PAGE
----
International
Tables for Crystallography Volume F Crystallography of biological macromolecules Edited by E. Arnold, D. M. Himmel and M. G. Rossmann © International Union of Crystallography 2012 
International Tables for Crystallography (2012). Vol. F, ch. 13.4, pp. 357358
Section 13.4.7. Finding the averaged density ^{a}Department of Biological Sciences, Purdue University, West Lafayette, IN 47907–1392, USA, and ^{b}Biomolecular Crystallography Laboratory, CABM & Rutgers University, 679 Hoes Lane, Piscataway, NJ 08854–5638, USA 
Electron density can be averaged (1) among the N NCSrelated molecules in the pcell (the real crystal unit cell), thus creating a new and improved map of the pcell; (2) among the N NCSrelated molecules in the pcell and placing the results into a standard orientation in the hcell; or (3) among the N NCSrelated molecules in different unit cells and placing the results back into the original different unit cells or into a standard hcell. Before averaging commences, the matrices and translation vectors must be evaluated [see (13.4.5.9) and (13.4.5.11a)]. Here, N is the noncrystallographic redundancy and M is the number of molecules that impinge on the crystallographic asymmetric unit of the pcell. Associated with each grid point in the pcell asymmetric unit will be (1) the value of m designating which molecular centre is to be associated with that grid point (a special value of m is for solvent) and (2) the pcell electron density at that point.
The grid points within the asymmetric unit are then examined one at a time. If the grid point is within the mask, it is averaged among the N noncrystallographically related equivalent positions belonging to molecule m. If the grid point is solvent, the density can be set to the average solvent density.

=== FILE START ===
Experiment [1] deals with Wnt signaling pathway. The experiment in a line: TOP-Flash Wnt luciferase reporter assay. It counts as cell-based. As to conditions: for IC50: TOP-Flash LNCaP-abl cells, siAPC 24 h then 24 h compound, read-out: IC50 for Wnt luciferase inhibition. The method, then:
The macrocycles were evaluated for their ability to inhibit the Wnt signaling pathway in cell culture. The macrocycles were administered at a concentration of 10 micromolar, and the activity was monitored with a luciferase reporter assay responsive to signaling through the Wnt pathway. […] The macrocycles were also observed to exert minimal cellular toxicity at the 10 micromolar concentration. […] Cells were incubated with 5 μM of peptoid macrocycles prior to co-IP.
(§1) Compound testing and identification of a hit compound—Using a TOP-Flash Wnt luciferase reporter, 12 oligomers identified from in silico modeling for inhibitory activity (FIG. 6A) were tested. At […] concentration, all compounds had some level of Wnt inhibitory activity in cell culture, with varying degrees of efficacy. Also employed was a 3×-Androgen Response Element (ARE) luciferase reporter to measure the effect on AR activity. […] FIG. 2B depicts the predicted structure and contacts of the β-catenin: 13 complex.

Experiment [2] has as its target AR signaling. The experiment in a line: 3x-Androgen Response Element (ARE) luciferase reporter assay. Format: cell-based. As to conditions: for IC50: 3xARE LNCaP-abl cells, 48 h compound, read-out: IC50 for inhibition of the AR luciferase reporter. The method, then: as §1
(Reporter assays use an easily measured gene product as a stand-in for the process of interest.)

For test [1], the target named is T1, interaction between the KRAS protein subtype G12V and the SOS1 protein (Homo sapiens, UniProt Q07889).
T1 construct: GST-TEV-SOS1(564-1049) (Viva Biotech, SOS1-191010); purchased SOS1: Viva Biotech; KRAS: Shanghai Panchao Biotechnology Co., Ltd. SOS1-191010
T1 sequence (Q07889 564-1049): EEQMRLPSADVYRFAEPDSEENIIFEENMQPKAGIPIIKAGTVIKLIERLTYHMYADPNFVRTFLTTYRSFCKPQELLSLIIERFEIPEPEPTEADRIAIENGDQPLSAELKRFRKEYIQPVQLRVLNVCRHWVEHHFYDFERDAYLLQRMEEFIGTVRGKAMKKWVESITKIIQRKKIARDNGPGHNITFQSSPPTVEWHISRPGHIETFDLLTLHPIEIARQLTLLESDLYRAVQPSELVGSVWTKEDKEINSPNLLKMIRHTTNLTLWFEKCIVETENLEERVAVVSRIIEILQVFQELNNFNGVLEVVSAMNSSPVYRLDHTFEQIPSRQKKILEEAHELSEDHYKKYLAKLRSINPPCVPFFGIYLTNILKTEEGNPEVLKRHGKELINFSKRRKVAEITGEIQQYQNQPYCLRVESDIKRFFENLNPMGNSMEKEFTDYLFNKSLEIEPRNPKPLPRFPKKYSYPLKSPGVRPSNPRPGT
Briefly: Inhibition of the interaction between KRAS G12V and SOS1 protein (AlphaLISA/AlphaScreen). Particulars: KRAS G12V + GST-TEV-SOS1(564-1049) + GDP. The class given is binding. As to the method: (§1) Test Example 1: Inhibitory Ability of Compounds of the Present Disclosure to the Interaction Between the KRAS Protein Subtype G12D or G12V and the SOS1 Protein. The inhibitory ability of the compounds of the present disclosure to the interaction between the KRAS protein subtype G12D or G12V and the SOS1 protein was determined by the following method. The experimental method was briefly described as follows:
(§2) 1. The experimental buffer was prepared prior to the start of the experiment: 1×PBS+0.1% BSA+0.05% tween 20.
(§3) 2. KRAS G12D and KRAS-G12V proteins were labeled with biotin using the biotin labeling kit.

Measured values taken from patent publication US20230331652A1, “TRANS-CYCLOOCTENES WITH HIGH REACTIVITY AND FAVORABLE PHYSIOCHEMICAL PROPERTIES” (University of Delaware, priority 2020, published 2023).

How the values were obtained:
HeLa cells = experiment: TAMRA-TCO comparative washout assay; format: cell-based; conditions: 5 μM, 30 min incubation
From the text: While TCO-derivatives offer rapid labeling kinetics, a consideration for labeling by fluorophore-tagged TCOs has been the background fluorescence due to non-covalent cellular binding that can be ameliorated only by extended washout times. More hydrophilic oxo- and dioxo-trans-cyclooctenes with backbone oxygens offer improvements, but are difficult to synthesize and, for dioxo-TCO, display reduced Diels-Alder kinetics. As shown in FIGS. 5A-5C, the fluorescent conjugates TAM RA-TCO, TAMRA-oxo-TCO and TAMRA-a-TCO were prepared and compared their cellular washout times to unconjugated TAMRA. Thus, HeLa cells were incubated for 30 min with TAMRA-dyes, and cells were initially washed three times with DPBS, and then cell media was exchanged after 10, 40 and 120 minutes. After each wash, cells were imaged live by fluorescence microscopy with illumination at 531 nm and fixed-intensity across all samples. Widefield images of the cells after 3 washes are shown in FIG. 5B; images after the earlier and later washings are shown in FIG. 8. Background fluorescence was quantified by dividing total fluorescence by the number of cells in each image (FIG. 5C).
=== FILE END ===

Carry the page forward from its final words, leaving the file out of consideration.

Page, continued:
The N noncrystallographically equivalent nonintegral grid points can be computed from (13.4.5.11a). Some of these will lie outside the crystallographic asymmetric unit. These will, therefore, have to be operated on by unitcell translations and crystallographic symmetry operations to bring them back into the asymmetric unit before the corresponding interpolated density can be calculated.
Averaging into the hcell can be done by a procedure similar to averaging in the pcell, except that the rotation and translation matrices are given by (13.4.5.13). Furthermore, no mask is required as all the averaging into the hcell (from pcell electron density) can be done with respect to the reference molecule centred at in the pcell. Each grid point is taken in turn in the hcell. The electron density at any grid point that is further away from than from is set to zero. Other gridpoint positions are expanded into the N equivalent positions in the pcell surrounding . The interpolated density is then found, averaged over the N equivalent positions, and stored at the original hcell grid point in successive sections, in the same way as in the pcell averaging. As in averaging within the pcell, a record is kept of as a function of (Table 13.4.7.1). In general, the local NCS is valid only within the molecule. Hence, the hcell density will show the molecular envelope and can be used to recompute an improved pcell density mask. The rate of build up of signal within the molecule should be roughly proportional to N, while the rate outside the molecule should be proportional to about .